The Rheingau and the neighboring UNESCO World Heritage Site "Upper Middle Rhine Valley"
The wild and romantic cultural landscape of the Rheingau stretches over a length of approx. 40 km, nestled between the banks of the Rhine and the gentle hills of the Rheingau Mountains, the Taunus.
The 400 million year old Taunus Mountains force the Rhine to deviate from its south-north route at Wiesbaden/Mainz. As far as Rüdesheim/Bingen, it flows from east to west along almost the entire Rheingau, before taking a sharp bend and returning to its original direction. Now its path leads into the fantastically beautiful narrow valley of the Rhine with the Loreley and its many castles. Even in the Romantic era, this landscape captivated travelers.
Archaeological finds prove that people settled in this historic region as early as the Neolithic Age, around 6000 years ago.
For 800 years, the Rheingau belonged to the territory of the archbishops in Mainz, who defended "their" Rheingau with the "Gebück", a hedge of trees. This affiliation shaped people and landscape alike. This also includes over 1200 years of viticulture, which was already cultivated here in the time of Charlemagne.
Hildegard von Bingen, closely associated with the Rheingau through her founding of the Eibingen monastery (Rüdesheim), reported on the health-promoting effects of wine almost 1000 years ago. The Cistercian monks in the Rheingau monastery of Eberbach (secularization in 1803), which achieved fame not only as the setting for the film "The Name of the Rose", also made a significant contribution 800 years ago to the undisputed world-class quality of Rheingau wine today.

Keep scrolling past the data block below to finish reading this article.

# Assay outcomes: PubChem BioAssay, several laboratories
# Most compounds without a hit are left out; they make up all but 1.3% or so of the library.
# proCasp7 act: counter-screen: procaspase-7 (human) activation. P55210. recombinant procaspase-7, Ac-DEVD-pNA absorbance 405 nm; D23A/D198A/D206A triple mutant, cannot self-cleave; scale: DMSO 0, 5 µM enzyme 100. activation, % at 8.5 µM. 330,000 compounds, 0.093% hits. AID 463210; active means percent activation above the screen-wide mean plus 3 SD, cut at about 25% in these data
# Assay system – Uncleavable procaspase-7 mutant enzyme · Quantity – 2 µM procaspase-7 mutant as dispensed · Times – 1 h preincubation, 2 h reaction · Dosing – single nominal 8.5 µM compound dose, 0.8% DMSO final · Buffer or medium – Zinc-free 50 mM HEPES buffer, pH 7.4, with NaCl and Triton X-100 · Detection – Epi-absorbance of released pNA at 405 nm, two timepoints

Internationally recognized quality standards such as Spätlese and Kabinett originate from the Rheingau. The Pinot Noir that matures here is also on a par with its French "brother" Pinot Noir.
The climatically and scenically very attractive region along the 50th parallel with its vineyards planted on the sun-drenched southern slopes of the Rheingau mountains has attracted many noble and aristocratic families over the centuries. Their imposing residences take us back in time, as do the monuments of the Rheingau monastery culture and, last but not least, the alleyways and squares of the Rheingau villages.
The fertility of the region, its mild climate and its premium location on Europe's liveliest and busiest river, which has proven to be very advantageous for trade from time immemorial, has produced a hard-working, sociable and humorous people who meet strangers with open-minded curiosity and pride.
Your cultural journey through the past and present of the incomparable landscape of the Rheingau can begin just 60 km west of Frankfurt am Main. Don't hesitate, you will be impressed! We warmly welcome you!